Of these two views Rousseau accepted one and rejected the other. He agreed with Shaftesbury as to the natural goodness of man; he agreed with Mandeville that innocence of manners is incompatible with the conditions of a civilised society. He was an optimist in regard to human nature, a pessimist in regard to civilisation.
In his first Discourse he begins by appreciating the specious splendour of modern enlightenment, the voyages of man’s intellect among the stars, and then goes on to assever that in the first place men have lost, through their civilisation, the original liberty for which they were born, and that arts and science, flinging garlands of flowers on the iron chains which bind them, make them love their slavery; and secondly that there is a real depravity beneath the fair semblance and “our souls are corrupted as our sciences and arts advance to perfection.” Nor is this only a modern phenomenon; “the evils due to our vain curiosity are as old as the world.” For it is a law of history that morals fall and rise in correspondence with the progress and decline of the arts and sciences as regularly as the tides answer to the phases of the moon. This “law” is exemplified by the fortunes of Greece, Rome, and China, to whose civilisations the author opposes the comparative happiness of the ignorant Persians, Scythians, and ancient Germans. “Luxury, dissoluteness, and slavery have been always the chastisement of the ambitious efforts we have made to emerge from the happy ignorance in which the Eternal Wisdom had placed us.” There is the theological doctrine of the tree of Eden in a new shape.
Rousseau’s attempt to show that the cultivation of science produces specific moral evils is feeble, and has little ingenuity; it is a declamation rather than an argument; and in the end he makes concessions which undo the effect of his impeachment. The essay did not establish even a plausible case, but it was paradoxical and suggestive, and attracted more attention than Turgot’s thoughtful discourse in the Sorbonne. D’Alembert deemed it worthy of a courteous expression of dissent; [Footnote: In the Disc. Prel. to the Encyclopaedia.] and Voltaire satirised it in his Timon.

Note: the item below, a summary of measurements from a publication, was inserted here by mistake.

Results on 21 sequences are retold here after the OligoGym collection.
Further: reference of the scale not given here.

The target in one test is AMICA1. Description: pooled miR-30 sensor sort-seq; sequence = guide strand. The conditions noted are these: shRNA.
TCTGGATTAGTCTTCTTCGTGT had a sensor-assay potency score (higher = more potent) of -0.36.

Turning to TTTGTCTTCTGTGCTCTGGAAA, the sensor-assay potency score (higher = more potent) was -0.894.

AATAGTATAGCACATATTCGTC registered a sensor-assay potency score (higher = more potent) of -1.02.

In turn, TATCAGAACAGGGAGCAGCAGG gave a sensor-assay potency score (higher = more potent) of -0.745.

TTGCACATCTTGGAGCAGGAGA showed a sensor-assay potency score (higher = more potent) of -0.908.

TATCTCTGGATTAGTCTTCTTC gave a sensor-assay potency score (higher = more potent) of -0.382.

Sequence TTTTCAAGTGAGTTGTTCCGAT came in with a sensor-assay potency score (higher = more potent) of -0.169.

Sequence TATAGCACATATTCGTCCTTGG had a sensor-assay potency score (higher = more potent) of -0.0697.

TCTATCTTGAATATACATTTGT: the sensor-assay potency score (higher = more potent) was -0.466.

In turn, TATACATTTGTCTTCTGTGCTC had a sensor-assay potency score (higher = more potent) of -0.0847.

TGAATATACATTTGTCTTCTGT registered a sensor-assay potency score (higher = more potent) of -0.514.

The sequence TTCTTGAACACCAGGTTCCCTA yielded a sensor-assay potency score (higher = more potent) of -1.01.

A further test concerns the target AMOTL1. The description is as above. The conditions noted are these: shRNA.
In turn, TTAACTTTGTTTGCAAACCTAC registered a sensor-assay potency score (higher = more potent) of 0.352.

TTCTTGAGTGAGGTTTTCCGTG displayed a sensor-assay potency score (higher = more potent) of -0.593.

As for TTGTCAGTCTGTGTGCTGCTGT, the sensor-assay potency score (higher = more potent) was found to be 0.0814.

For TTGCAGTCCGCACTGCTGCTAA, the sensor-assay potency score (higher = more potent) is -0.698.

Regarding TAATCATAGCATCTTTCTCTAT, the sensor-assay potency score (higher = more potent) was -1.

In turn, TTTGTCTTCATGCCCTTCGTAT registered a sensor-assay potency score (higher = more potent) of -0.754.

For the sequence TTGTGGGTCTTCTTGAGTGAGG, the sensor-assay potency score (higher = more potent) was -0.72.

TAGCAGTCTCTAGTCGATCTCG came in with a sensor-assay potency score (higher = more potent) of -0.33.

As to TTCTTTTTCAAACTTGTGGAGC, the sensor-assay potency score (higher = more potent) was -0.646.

In the Discourse on Inequality Rousseau dealt more directly with the effect of civilisation on happiness. He proposed to explain how it came about that right overcame the primitive reign of might, that the strong were induced to serve the weak, and the people to purchase a fancied tranquillity at the price of a real felicity. So he stated his problem; and to solve it he had to consider the “state of nature” which Hobbes had conceived as a state of war and Locke as a state of peace. Rousseau imagines our first savage ancestors living in isolation, wandering in the forests, occasionally co-operating, and differing from the animals only by the possession of a faculty for improving themselves (la faculte de se perfectionner). After a stage in which families lived alone in a more or less settled condition, came the formation of groups of families, living together in a definite territory, united by a common mode of life and sustenance, and by the common influence of climate, but without laws or government or any social organisation.